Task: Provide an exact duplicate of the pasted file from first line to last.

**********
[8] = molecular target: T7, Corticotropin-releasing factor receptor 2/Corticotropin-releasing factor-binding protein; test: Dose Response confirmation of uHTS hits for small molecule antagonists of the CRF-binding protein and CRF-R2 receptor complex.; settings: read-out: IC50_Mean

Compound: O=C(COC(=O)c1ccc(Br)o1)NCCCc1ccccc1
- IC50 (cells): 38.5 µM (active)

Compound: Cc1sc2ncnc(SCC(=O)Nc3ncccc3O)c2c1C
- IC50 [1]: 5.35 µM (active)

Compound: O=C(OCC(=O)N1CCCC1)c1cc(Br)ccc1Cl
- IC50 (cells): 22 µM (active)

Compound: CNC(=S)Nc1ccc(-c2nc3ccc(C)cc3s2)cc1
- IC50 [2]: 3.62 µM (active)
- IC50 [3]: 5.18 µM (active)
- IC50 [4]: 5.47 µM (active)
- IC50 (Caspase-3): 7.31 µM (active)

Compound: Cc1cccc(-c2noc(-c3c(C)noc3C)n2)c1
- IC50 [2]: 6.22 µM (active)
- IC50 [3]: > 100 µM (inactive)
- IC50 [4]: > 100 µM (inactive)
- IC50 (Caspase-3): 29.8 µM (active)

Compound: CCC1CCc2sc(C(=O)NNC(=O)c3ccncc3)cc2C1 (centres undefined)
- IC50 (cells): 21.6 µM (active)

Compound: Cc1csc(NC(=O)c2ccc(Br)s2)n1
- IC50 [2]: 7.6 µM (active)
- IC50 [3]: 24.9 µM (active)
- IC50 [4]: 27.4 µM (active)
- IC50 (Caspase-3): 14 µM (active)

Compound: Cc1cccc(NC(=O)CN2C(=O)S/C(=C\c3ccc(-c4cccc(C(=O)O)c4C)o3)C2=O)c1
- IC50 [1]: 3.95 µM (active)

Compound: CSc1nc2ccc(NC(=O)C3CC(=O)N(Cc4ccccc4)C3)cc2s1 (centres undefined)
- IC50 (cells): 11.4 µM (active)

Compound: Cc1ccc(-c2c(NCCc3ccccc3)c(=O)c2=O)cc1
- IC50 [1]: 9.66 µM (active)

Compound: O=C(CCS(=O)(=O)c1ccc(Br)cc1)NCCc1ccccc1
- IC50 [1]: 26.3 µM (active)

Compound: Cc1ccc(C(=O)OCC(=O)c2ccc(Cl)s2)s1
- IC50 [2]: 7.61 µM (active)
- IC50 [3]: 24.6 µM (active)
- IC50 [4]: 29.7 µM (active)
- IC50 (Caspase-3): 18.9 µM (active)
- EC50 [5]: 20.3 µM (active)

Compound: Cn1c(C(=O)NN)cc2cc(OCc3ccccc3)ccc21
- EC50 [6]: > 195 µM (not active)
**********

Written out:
[8] = molecular target: T7, Corticotropin-releasing factor receptor 2/Corticotropin-releasing factor-binding protein; test: Dose Response confirmation of uHTS hits for small molecule antagonists of the CRF-binding protein and CRF-R2 receptor complex.; settings: read-out: IC50_Mean

Compound: O=C(COC(=O)c1ccc(Br)o1)NCCCc1ccccc1
- IC50 (cells): 38.5 µM (active)

Compound: Cc1sc2ncnc(SCC(=O)Nc3ncccc3O)c2c1C
- IC50 [1]: 5.35 µM (active)

Compound: O=C(OCC(=O)N1CCCC1)c1cc(Br)ccc1Cl
- IC50 (cells): 22 µM (active)

Compound: CNC(=S)Nc1ccc(-c2nc3ccc(C)cc3s2)cc1
- IC50 [2]: 3.62 µM (active)
- IC50 [3]: 5.18 µM (active)
- IC50 [4]: 5.47 µM (active)
- IC50 (Caspase-3): 7.31 µM (active)

Compound: Cc1cccc(-c2noc(-c3c(C)noc3C)n2)c1
- IC50 [2]: 6.22 µM (active)
- IC50 [3]: > 100 µM (inactive)
- IC50 [4]: > 100 µM (inactive)
- IC50 (Caspase-3): 29.8 µM (active)

Compound: CCC1CCc2sc(C(=O)NNC(=O)c3ccncc3)cc2C1 (centres undefined)
- IC50 (cells): 21.6 µM (active)

Compound: Cc1csc(NC(=O)c2ccc(Br)s2)n1
- IC50 [2]: 7.6 µM (active)
- IC50 [3]: 24.9 µM (active)
- IC50 [4]: 27.4 µM (active)
- IC50 (Caspase-3): 14 µM (active)

Compound: Cc1cccc(NC(=O)CN2C(=O)S/C(=C\c3ccc(-c4cccc(C(=O)O)c4C)o3)C2=O)c1
- IC50 [1]: 3.95 µM (active)

Compound: CSc1nc2ccc(NC(=O)C3CC(=O)N(Cc4ccccc4)C3)cc2s1 (centres undefined)
- IC50 (cells): 11.4 µM (active)

Compound: Cc1ccc(-c2c(NCCc3ccccc3)c(=O)c2=O)cc1
- IC50 [1]: 9.66 µM (active)

Compound: O=C(CCS(=O)(=O)c1ccc(Br)cc1)NCCc1ccccc1
- IC50 [1]: 26.3 µM (active)

Compound: Cc1ccc(C(=O)OCC(=O)c2ccc(Cl)s2)s1
- IC50 [2]: 7.61 µM (active)
- IC50 [3]: 24.6 µM (active)
- IC50 [4]: 29.7 µM (active)
- IC50 (Caspase-3): 18.9 µM (active)
- EC50 [5]: 20.3 µM (active)

Compound: Cn1c(C(=O)NN)cc2cc(OCc3ccccc3)ccc21
- EC50 [6]: > 195 µM (not active)